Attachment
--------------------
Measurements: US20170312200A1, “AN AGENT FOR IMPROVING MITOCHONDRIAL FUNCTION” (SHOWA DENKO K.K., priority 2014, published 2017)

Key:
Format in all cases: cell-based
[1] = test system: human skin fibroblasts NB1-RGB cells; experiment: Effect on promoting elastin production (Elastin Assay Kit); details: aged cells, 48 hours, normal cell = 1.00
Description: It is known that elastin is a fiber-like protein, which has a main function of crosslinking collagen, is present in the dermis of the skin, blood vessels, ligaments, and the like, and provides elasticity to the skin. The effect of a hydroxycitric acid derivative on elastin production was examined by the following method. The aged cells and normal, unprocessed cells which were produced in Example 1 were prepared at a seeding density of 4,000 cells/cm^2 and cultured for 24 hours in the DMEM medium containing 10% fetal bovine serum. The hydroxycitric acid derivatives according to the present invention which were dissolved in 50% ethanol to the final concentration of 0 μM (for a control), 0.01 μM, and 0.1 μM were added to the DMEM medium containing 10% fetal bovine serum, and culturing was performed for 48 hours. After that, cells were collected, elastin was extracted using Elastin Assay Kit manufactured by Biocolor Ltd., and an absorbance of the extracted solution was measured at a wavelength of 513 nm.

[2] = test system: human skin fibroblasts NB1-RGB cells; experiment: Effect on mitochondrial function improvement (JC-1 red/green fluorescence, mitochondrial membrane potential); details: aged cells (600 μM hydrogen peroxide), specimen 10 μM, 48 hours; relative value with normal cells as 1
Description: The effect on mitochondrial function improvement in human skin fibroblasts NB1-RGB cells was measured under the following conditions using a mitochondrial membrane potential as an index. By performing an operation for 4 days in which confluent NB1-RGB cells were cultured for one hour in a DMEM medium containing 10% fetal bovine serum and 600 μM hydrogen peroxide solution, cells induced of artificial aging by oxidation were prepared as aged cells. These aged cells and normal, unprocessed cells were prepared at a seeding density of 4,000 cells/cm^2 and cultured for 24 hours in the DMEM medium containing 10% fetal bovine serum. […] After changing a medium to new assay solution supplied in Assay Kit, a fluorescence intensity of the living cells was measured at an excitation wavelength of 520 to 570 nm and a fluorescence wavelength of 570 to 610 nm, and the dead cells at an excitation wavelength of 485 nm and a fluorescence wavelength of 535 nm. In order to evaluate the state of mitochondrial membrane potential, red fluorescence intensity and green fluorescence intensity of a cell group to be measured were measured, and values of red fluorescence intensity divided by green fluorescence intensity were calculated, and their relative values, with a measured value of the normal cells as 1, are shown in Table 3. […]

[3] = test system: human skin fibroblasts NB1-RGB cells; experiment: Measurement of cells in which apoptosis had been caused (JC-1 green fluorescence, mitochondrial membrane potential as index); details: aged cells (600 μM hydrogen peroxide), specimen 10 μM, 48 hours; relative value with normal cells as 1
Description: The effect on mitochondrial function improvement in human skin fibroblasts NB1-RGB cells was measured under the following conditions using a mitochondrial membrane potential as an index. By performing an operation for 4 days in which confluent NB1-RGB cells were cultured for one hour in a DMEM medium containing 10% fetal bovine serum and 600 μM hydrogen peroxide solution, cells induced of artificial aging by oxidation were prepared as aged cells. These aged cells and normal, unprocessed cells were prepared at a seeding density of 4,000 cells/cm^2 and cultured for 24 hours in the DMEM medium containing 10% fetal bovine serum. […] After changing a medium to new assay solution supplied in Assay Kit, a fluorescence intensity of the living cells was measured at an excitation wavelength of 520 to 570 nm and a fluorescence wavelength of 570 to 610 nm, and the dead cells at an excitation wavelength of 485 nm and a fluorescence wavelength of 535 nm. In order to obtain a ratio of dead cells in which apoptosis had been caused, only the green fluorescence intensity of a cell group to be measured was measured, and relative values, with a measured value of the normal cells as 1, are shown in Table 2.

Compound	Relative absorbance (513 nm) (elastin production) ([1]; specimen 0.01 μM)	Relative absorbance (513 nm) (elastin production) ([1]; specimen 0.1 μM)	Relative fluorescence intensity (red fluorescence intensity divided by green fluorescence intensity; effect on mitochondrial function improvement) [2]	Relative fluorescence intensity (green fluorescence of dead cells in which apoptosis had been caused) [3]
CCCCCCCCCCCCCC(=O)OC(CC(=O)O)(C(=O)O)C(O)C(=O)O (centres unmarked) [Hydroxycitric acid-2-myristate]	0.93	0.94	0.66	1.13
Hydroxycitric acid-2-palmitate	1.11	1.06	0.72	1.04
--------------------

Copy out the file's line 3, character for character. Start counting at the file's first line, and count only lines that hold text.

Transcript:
Format in all cases: cell-based